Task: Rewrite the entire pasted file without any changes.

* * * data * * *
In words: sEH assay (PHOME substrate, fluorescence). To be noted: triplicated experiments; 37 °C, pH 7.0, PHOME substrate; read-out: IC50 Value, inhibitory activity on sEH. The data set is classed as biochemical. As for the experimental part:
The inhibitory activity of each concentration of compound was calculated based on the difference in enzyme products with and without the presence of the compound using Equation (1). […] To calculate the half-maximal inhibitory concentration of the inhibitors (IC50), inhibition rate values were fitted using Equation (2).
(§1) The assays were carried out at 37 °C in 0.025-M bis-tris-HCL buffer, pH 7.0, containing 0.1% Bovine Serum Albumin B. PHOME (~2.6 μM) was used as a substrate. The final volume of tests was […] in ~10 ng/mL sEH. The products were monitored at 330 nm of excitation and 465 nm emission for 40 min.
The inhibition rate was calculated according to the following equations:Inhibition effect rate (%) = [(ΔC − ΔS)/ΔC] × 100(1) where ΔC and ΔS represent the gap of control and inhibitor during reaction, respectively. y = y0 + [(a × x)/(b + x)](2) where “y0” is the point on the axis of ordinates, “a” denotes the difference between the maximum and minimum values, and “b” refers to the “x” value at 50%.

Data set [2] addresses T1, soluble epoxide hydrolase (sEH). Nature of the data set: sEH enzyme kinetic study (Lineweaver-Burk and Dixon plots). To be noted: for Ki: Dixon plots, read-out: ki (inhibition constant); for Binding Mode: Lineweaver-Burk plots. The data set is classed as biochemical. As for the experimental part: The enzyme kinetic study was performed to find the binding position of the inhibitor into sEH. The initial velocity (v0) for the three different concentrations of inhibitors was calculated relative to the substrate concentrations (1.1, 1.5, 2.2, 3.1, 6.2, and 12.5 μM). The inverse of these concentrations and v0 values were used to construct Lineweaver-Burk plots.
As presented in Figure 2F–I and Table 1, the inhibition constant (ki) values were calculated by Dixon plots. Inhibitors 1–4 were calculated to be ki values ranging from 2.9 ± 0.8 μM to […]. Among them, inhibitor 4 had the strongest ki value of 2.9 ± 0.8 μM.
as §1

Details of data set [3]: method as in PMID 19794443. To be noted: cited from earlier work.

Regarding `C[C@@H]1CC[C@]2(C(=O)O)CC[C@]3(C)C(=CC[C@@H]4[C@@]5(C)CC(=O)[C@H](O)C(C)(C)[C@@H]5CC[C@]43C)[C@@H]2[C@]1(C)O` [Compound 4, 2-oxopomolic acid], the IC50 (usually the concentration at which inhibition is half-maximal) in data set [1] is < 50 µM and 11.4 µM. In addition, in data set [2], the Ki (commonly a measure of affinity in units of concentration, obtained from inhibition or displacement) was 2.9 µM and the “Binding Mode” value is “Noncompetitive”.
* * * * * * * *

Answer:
In words: sEH assay (PHOME substrate, fluorescence). To be noted: triplicated experiments; 37 °C, pH 7.0, PHOME substrate; read-out: IC50 Value, inhibitory activity on sEH. The data set is classed as biochemical. As for the experimental part:
The inhibitory activity of each concentration of compound was calculated based on the difference in enzyme products with and without the presence of the compound using Equation (1). […] To calculate the half-maximal inhibitory concentration of the inhibitors (IC50), inhibition rate values were fitted using Equation (2).
(§1) The assays were carried out at 37 °C in 0.025-M bis-tris-HCL buffer, pH 7.0, containing 0.1% Bovine Serum Albumin B. PHOME (~2.6 μM) was used as a substrate. The final volume of tests was […] in ~10 ng/mL sEH. The products were monitored at 330 nm of excitation and 465 nm emission for 40 min.
The inhibition rate was calculated according to the following equations:Inhibition effect rate (%) = [(ΔC − ΔS)/ΔC] × 100(1) where ΔC and ΔS represent the gap of control and inhibitor during reaction, respectively. y = y0 + [(a × x)/(b + x)](2) where “y0” is the point on the axis of ordinates, “a” denotes the difference between the maximum and minimum values, and “b” refers to the “x” value at 50%.

Data set [2] addresses T1, soluble epoxide hydrolase (sEH). Nature of the data set: sEH enzyme kinetic study (Lineweaver-Burk and Dixon plots). To be noted: for Ki: Dixon plots, read-out: ki (inhibition constant); for Binding Mode: Lineweaver-Burk plots. The data set is classed as biochemical. As for the experimental part: The enzyme kinetic study was performed to find the binding position of the inhibitor into sEH. The initial velocity (v0) for the three different concentrations of inhibitors was calculated relative to the substrate concentrations (1.1, 1.5, 2.2, 3.1, 6.2, and 12.5 μM). The inverse of these concentrations and v0 values were used to construct Lineweaver-Burk plots.
As presented in Figure 2F–I and Table 1, the inhibition constant (ki) values were calculated by Dixon plots. Inhibitors 1–4 were calculated to be ki values ranging from 2.9 ± 0.8 μM to […]. Among them, inhibitor 4 had the strongest ki value of 2.9 ± 0.8 μM.
as §1

Details of data set [3]: method as in PMID 19794443. To be noted: cited from earlier work.

Regarding `C[C@@H]1CC[C@]2(C(=O)O)CC[C@]3(C)C(=CC[C@@H]4[C@@]5(C)CC(=O)[C@H](O)C(C)(C)[C@@H]5CC[C@]43C)[C@@H]2[C@]1(C)O` [Compound 4, 2-oxopomolic acid], the IC50 (usually the concentration at which inhibition is half-maximal) in data set [1] is < 50 µM and 11.4 µM. In addition, in data set [2], the Ki (commonly a measure of affinity in units of concentration, obtained from inhibition or displacement) was 2.9 µM and the “Binding Mode” value is “Noncompetitive”.